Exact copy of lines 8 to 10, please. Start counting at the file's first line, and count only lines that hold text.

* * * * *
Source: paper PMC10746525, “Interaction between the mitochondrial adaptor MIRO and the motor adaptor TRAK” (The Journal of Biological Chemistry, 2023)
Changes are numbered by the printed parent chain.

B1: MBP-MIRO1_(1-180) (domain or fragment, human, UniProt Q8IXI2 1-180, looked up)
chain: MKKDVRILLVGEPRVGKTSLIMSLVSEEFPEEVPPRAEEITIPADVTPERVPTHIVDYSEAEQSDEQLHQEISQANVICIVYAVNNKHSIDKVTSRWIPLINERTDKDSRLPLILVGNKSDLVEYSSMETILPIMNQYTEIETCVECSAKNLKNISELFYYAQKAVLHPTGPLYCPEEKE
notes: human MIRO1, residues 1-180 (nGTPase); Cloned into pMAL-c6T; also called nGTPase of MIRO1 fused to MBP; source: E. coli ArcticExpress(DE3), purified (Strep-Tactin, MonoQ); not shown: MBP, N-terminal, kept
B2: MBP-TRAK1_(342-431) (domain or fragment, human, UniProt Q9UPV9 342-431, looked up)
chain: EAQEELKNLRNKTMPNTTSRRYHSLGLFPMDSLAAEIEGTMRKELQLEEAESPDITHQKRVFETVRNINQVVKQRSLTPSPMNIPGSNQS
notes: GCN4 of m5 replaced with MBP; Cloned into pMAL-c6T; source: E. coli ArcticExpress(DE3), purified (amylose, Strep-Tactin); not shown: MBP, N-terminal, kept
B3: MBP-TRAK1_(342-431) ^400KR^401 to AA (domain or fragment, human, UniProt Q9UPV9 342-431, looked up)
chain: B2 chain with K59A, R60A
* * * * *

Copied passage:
notes: GCN4 of m5 replaced with MBP; Cloned into pMAL-c6T; source: E. coli ArcticExpress(DE3), purified (amylose, Strep-Tactin); not shown: MBP, N-terminal, kept
B3: MBP-TRAK1_(342-431) ^400KR^401 to AA (domain or fragment, human, UniProt Q9UPV9 342-431, looked up)
chain: B2 chain with K59A, R60A